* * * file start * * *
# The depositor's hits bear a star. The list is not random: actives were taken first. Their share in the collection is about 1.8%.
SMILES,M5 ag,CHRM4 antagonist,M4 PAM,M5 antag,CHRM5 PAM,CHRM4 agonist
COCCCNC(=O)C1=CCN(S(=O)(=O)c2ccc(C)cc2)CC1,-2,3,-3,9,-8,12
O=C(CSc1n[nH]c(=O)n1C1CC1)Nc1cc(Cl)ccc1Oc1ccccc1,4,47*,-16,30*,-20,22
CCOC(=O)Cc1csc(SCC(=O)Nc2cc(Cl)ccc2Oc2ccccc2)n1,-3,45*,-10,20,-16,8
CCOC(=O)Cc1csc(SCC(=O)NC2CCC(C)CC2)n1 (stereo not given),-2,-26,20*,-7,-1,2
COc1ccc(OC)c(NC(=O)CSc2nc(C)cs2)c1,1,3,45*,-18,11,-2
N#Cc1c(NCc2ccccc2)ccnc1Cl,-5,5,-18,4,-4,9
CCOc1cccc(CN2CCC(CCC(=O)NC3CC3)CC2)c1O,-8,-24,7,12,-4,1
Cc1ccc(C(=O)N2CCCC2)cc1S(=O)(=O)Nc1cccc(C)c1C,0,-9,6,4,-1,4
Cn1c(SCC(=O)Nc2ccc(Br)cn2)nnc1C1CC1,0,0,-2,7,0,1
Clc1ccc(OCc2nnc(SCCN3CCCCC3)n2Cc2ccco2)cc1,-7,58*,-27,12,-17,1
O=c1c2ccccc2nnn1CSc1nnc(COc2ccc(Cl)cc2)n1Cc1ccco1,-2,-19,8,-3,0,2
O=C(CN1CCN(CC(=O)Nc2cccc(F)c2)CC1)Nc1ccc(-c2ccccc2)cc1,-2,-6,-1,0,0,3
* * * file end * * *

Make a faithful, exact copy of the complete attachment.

# The depositor's hits bear a star. The list is not random: actives were taken first. Their share in the collection is about 1.8%.
SMILES,M5 ag,CHRM4 antagonist,M4 PAM,M5 antag,CHRM5 PAM,CHRM4 agonist
COCCCNC(=O)C1=CCN(S(=O)(=O)c2ccc(C)cc2)CC1,-2,3,-3,9,-8,12
O=C(CSc1n[nH]c(=O)n1C1CC1)Nc1cc(Cl)ccc1Oc1ccccc1,4,47*,-16,30*,-20,22
CCOC(=O)Cc1csc(SCC(=O)Nc2cc(Cl)ccc2Oc2ccccc2)n1,-3,45*,-10,20,-16,8
CCOC(=O)Cc1csc(SCC(=O)NC2CCC(C)CC2)n1 (stereo not given),-2,-26,20*,-7,-1,2
COc1ccc(OC)c(NC(=O)CSc2nc(C)cs2)c1,1,3,45*,-18,11,-2
N#Cc1c(NCc2ccccc2)ccnc1Cl,-5,5,-18,4,-4,9
CCOc1cccc(CN2CCC(CCC(=O)NC3CC3)CC2)c1O,-8,-24,7,12,-4,1
Cc1ccc(C(=O)N2CCCC2)cc1S(=O)(=O)Nc1cccc(C)c1C,0,-9,6,4,-1,4
Cn1c(SCC(=O)Nc2ccc(Br)cn2)nnc1C1CC1,0,0,-2,7,0,1
Clc1ccc(OCc2nnc(SCCN3CCCCC3)n2Cc2ccco2)cc1,-7,58*,-27,12,-17,1
O=c1c2ccccc2nnn1CSc1nnc(COc2ccc(Cl)cc2)n1Cc1ccco1,-2,-19,8,-3,0,2
O=C(CN1CCN(CC(=O)Nc2cccc(F)c2)CC1)Nc1ccc(-c2ccccc2)cc1,-2,-6,-1,0,0,3